Fossil Feathers of Anchiornis Give Clues to How and When Dinosaurs Took Flight
It isn't clear how and when feathered dinosaurs, the ancestors of present day birds, started to fly. Analysis of the fossilized remains of a winged dinosaur that lived in China 160 million years ago, however, offered clues on the evolution of flight.
The crow-sized dinosaur called Anchiornis lived 10 million years before the Archaeopteryx, the first recognized bird.
Modern vertebrates that walk on land have the protein called keratin. Alpha-keratins (α-keratins) are in the 10 nanometer-wide filaments of the hair, skin, and nails of humans and other mammals.
In reptiles and birds, beta-keratins (β-keratins) form the narrower but more rigid filaments that make up the beaks, claws, and feathers.
Study researcher Mary Schweitzer, from North Carolina State University in Raleigh, explained that modern bird feathers are primarily composed of β-keratin. Feathers, however, differ from other beta-keratin tissues because the feather protein is modified in a way that made it more flexible and more conducive to flight.
"At some point during the evolution of feathers, one of the β-keratin genes underwent a deletion event, making the resultant protein slightly smaller. This deletion changed the biophysics of the feather to something more flexible — a requirement for flight," Schweitzer said.
The researchers said that knowing when and in what organisms the deletion event occurred can provide researchers a better understanding of how flight evolved when dinosaurs transitioned to birds.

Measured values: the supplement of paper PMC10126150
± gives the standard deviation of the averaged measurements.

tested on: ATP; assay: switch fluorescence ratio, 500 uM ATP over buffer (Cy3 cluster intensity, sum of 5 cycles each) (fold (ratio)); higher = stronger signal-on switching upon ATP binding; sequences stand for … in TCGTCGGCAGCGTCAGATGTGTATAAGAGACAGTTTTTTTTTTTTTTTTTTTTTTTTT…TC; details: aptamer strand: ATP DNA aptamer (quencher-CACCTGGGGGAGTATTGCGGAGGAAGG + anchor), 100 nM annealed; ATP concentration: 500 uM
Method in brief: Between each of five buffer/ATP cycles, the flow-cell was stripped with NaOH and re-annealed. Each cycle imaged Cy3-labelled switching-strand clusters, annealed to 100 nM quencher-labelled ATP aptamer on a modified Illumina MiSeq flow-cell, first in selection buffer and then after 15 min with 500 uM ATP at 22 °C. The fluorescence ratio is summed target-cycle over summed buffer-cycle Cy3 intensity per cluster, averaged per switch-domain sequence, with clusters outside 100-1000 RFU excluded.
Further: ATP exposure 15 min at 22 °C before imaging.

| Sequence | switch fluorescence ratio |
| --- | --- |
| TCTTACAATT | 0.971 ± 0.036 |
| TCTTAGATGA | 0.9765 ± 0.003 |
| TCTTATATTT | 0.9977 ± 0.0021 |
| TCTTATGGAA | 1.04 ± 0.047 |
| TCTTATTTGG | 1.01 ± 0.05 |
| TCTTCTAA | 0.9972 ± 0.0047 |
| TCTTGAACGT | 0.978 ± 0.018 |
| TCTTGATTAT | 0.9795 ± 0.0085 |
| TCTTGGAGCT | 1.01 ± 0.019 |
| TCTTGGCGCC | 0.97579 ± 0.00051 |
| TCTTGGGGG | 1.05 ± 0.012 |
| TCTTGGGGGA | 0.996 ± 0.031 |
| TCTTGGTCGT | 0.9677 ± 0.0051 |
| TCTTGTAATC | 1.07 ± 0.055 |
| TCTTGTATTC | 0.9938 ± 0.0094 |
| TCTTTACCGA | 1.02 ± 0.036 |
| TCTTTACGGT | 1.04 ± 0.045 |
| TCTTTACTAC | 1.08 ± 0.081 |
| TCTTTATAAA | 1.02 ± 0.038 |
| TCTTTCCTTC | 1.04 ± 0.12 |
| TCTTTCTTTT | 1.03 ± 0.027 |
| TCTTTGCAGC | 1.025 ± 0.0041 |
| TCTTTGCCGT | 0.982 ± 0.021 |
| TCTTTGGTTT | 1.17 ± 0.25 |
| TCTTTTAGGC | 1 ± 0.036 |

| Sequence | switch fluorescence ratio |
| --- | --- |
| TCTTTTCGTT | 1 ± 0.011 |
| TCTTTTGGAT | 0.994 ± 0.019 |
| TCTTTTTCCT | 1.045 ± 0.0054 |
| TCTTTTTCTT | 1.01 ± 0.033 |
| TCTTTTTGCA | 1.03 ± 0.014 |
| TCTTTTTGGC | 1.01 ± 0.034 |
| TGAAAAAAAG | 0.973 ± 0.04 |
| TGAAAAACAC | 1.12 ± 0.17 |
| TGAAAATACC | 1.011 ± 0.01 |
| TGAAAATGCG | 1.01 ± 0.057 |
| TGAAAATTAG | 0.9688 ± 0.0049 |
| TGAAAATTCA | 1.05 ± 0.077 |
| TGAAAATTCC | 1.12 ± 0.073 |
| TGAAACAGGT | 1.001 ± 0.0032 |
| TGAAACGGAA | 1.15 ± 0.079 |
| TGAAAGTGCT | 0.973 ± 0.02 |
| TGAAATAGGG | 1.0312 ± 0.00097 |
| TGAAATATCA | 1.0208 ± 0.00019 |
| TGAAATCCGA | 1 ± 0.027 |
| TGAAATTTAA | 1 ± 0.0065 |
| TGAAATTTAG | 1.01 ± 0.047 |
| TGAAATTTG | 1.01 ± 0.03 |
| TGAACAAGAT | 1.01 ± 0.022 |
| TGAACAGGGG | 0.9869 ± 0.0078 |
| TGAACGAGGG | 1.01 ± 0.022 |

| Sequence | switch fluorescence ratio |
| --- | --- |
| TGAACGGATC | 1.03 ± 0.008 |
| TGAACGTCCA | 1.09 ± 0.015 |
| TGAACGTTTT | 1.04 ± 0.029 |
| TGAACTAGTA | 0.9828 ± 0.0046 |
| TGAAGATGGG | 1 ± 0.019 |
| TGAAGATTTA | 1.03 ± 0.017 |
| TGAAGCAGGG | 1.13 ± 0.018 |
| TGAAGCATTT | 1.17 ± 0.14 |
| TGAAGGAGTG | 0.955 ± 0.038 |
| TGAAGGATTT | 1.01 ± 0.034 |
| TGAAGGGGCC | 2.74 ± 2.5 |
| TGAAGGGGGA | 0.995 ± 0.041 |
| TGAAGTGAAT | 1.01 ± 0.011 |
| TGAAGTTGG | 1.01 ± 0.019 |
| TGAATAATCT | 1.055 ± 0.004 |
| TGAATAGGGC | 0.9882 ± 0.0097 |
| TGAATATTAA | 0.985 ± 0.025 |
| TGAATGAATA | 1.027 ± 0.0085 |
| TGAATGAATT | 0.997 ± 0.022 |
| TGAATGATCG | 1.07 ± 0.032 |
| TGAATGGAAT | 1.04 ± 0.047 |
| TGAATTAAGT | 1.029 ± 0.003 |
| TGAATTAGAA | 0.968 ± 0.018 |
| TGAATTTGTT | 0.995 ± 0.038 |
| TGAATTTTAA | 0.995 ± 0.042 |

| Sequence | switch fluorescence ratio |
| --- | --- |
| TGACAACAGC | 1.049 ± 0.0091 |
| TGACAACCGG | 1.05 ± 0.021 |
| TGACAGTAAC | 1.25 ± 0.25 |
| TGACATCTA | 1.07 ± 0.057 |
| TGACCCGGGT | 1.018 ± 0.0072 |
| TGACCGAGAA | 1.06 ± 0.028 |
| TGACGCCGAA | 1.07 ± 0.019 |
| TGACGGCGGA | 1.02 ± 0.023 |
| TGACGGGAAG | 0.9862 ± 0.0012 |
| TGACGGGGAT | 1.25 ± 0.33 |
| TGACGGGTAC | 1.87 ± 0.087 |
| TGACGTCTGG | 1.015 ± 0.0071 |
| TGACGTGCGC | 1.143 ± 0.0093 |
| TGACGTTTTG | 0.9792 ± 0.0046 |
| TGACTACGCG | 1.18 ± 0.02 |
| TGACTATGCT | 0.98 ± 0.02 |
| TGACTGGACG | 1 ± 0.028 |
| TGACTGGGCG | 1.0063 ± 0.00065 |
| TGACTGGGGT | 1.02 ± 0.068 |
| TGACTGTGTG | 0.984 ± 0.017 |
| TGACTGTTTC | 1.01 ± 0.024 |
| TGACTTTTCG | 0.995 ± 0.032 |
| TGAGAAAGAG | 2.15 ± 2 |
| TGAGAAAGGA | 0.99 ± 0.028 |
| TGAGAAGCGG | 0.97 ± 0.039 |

Anchiornis Feathers Have Both Alpha-keratins And Beta-keratins
Using high-resolution electron microscopy, as well as chemical and immunological techniques, researchers took a closer look at the fossilized feathers of the Anchiornis and compared these to those of younger fossil birds and modern birds at the molecular level.
The researchers found that the feathers of the Anchiornis is composed of both β-keratins and α-keratins, which is surprising since α-keratin is present in only small amounts in modern feathers. The Anchiornis feathers has also already undergone the deletion event that made feathers different from other tissues.
The findings suggest that during the transition to flight, the β-keratin gene was duplicated many times in the genomes of some dinosaurs. As these animals evolved, some of the extra copies mutated into the truncated form that made flight possible.
This allowed the feathered dinosaurs such as the Archaeopteryx to take flight around 150 million years ago and gave rise to modern-day birds.
Researchers said that the Anchiornis feathers were not likely suitable for flight, but represents an intermediate stage in the evolution toward flight feathers.
The findings were published in the Proceedings of the National Academy of Sciences.